Although Adebanwi’s book ranges broadly across recent Nigerian history, its central purpose is to assess postcolonial Nigeria’s most serious campaign to eradicate large-scale corruption. In 2003, President Olusegun Obasanjo appointed Nuhu Ribadu as chair of the Economic and Financial Crimes Commission, a position he would retain until 2008, when Obasanjo’s successor, Umaru Yar’Adua, removed him. During his tenure, Ribadu became a hero to many Nigerians for transforming the commission into a relatively effective anticorruption vehicle, indicting hundreds of prominent Nigerians for various economic crimes. In 2009, following several attempts on his life amid fierce counterattacks by many of the powerful people he had taken on, Ribadu left the country. Although the book meanders a bit and could have been improved by some aggressive editing, it tells an engaging story, full of striking details about the numerous cases that marked Ribadu’s tenure. Readers will be rewarded with a thorough education in the personalities, practices, and political culture that allow billions of dollars of Nigerian state revenues to disappear every year.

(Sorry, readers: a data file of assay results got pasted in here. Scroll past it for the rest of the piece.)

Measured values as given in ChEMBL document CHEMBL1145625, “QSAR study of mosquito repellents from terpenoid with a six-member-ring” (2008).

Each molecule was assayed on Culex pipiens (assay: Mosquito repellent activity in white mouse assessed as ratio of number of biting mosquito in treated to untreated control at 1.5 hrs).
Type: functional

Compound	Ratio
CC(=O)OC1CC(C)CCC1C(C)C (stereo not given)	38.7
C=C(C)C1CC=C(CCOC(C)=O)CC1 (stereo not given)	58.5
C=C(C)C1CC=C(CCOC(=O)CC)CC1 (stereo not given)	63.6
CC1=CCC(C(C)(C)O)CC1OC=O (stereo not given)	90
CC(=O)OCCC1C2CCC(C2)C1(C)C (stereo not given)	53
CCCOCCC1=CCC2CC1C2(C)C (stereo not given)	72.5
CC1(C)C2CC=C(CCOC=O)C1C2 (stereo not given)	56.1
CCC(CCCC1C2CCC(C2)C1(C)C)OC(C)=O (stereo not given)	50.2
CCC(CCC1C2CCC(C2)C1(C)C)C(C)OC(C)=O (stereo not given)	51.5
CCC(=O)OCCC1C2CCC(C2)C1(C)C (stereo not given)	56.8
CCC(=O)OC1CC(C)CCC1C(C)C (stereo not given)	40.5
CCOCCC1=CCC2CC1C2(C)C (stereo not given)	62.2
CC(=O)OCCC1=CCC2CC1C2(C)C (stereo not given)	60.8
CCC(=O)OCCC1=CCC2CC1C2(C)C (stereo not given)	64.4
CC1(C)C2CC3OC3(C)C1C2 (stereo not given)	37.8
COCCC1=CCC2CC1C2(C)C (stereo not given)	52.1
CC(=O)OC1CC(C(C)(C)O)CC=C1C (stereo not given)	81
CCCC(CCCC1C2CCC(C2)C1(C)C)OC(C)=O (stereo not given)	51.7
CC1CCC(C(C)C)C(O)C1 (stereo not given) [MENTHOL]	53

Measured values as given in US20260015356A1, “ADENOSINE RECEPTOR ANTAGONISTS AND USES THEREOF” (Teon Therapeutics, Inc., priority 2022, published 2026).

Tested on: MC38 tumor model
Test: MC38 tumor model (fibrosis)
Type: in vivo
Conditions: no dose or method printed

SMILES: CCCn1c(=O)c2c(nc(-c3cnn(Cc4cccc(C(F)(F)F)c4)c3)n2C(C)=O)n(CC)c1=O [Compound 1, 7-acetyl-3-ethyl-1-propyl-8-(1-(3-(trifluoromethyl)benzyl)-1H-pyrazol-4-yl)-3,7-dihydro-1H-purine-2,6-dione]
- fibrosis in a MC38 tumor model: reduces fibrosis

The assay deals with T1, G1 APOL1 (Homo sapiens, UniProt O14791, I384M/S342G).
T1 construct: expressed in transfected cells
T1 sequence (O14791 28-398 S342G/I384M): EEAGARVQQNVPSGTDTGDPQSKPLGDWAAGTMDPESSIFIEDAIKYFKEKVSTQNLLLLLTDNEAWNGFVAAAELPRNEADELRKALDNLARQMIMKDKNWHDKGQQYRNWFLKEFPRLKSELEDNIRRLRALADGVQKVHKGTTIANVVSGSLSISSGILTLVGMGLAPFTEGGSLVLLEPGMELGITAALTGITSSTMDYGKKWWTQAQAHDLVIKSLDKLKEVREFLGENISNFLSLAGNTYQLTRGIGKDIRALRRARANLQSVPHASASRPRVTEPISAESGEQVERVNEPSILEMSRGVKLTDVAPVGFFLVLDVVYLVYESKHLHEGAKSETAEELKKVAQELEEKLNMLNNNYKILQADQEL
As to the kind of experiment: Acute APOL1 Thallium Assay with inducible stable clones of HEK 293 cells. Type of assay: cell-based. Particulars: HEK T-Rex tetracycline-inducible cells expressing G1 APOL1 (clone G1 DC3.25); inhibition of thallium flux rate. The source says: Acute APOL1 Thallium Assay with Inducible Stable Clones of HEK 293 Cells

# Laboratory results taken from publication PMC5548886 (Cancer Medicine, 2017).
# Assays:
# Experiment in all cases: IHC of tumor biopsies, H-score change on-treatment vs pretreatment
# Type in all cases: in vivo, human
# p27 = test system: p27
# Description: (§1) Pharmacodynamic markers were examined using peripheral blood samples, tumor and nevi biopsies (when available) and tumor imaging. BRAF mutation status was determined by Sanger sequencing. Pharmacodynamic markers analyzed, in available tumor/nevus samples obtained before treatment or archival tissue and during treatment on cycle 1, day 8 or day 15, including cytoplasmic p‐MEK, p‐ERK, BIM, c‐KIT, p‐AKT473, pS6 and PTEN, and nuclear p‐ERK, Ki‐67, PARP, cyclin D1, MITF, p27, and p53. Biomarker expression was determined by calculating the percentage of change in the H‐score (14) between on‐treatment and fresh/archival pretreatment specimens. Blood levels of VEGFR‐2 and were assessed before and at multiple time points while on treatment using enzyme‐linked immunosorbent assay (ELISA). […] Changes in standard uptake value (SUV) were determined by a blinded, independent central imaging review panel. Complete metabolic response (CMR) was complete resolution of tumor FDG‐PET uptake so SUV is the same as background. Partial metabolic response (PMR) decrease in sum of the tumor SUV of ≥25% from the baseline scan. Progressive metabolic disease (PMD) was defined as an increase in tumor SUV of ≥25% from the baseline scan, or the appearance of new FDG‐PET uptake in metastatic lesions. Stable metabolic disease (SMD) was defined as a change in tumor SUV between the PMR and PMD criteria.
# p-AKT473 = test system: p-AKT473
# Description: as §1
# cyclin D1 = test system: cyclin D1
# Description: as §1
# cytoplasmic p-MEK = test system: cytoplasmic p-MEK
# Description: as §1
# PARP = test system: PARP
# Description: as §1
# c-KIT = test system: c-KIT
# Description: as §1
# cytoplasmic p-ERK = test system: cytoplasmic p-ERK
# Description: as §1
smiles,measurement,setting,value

In This Review
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